The Gila River is New Mexico's last free-flowing river. A former director of the New Mexico Interstate Stream Commission, Norman Gaume, announced Monday that he’s planning to sue that agency for alleged violations of the state’s Open Meetings Act, and the action might be enough to create a hiccup for a proposal to divert water from the Gila River. - See more at: http://www.sfreporter.com/santafe/article-9228-gila-hiccup.html#sthash.30ojEGhJ.dpuf
Originating in America's first wilderness, the Gila is rich in biological diversity and cultural history. The Gila's natural flows support outstanding examples of southwest riparian forest, the highest concentrations of breeding birds in America including the endangered southwestern willow flycatcher, a nearly intact native fish community including the endangered loach minnow and spike dace, and the threatened Gila trout.
The Gila provides significant economic value to the region through outdoor recreation and wilderness experience.
In 2004, Congress passed the Arizona Water Settlements Act (AWSA) that authorized diversion of the Gila River if New Mexico agreed to buy water from Arizona to replace what we take out of the river. The AWSA provided $66M for community water projects to meet local water needs and a perverse incentive of up to $62M more if New Mexico elects to divert the Gila River.
Proposed Gila River diversion projects are estimated by the state to cost $349 million, leaving NM taxpayers responsible for the balance - $220 million or more.
A Gila River diversion project is unnecessary, expensive and will harm the Gila River.
An overwhelming majority of New Mexicans believe we should use our current water supplies more wisely and protect the Gila River for people, wildlife and future generations.
Southwestern New Mexico's future water needs can be met cost-effectively through non-diversion alternatives, such as municipal and agricultural conservation, sustainable groundwater management, effluent reuse and watershed restoration.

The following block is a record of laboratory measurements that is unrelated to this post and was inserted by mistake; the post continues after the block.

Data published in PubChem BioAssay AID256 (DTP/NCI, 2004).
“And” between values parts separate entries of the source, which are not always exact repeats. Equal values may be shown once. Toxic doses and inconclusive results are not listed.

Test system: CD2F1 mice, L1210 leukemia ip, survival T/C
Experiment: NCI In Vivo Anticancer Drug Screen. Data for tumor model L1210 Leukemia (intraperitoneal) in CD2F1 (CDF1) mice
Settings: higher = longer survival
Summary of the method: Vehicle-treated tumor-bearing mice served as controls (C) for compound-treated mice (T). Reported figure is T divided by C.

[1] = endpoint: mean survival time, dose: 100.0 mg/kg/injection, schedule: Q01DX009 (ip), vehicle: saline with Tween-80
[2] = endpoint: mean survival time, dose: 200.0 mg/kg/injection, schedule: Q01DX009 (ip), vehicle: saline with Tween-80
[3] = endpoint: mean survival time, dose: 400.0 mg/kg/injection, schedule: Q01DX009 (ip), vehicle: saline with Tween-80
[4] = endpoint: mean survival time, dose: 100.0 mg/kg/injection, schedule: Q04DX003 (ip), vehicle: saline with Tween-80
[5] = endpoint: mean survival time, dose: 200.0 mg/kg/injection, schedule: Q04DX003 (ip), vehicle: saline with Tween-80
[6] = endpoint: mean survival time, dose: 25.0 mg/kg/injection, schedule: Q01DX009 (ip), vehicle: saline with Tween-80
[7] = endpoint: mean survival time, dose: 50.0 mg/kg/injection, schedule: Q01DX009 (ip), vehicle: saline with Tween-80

Tell Governor Susana Martinez to support cost effective, non-diversion alternatives to meet southwest New Mexico's future water needs.
Sign the petition at www.change.org/
For more information and to find out how you can help go to http://protectthegila.org/
NM Supreme Court to Review Copper Rule!
SANTA FE, NM- The New Mexico Supreme Court has granted the petition filed by our legal council, the New Mexico Environmental Law Center (NMELC), requesting review of the Copper Rule. The Copper Rule regulates discharges from copper mines in New Mexico. The Supreme Court order, dated June 13th, states that it will review all the issues raised in the petition.
"We are gratified that the State Supreme Court will review the challenges to the Copper Rule," says Douglas Meiklejohn, NMELC Executive Director. "This is a very important issue for New Mexico because of our reliance on ground water, and allowing an entire industry such as the copper mining industry to pollute ground water makes no sense. Our clients are not trying to stop copper mining; they are trying to ensure that copper mining does not pollute ground water."The Copper Rule has been the subject of controversy since its adoption in 2013. In 2015 the Court of Appeals upheld the adoption of the Rule. The NMELC represents Gila Resources Information Project (GRIP), Turner Ranch Properties, L.P., and Amigos Bravos in opposition to the Court of Appeals decision. The State Attorney General and a former State Groundwater Bureau Chief have also filed petitions with the Supreme Court.
The Supreme Court has granted the petitions filed by all parties and has ordered a review of all issues raised. "As communities throughout the state are confronted by the critical impacts of long-term drought, it is irresponsible to allow mining companies to pollute our precious groundwater that is needed by everyone," says Allyson Siwik, GRIP Executive Director. "This is a precedent setting case and the New Mexico Supreme Court needs to restore the integrity of our Water Quality Act so that it protects groundwater for all of us.""Thirty years before the copper rule was adopted, the copper mining industry demonstrated that it could exist subject to the same ground water protection requirements that apply to other industries. The Copper Rule violates the State Water Quality Act's mandate that ground water be protected. We hope that the Supreme Court will agree with us," says Meiklejohn.The Supreme Court order states a briefing schedule, if any, will follow.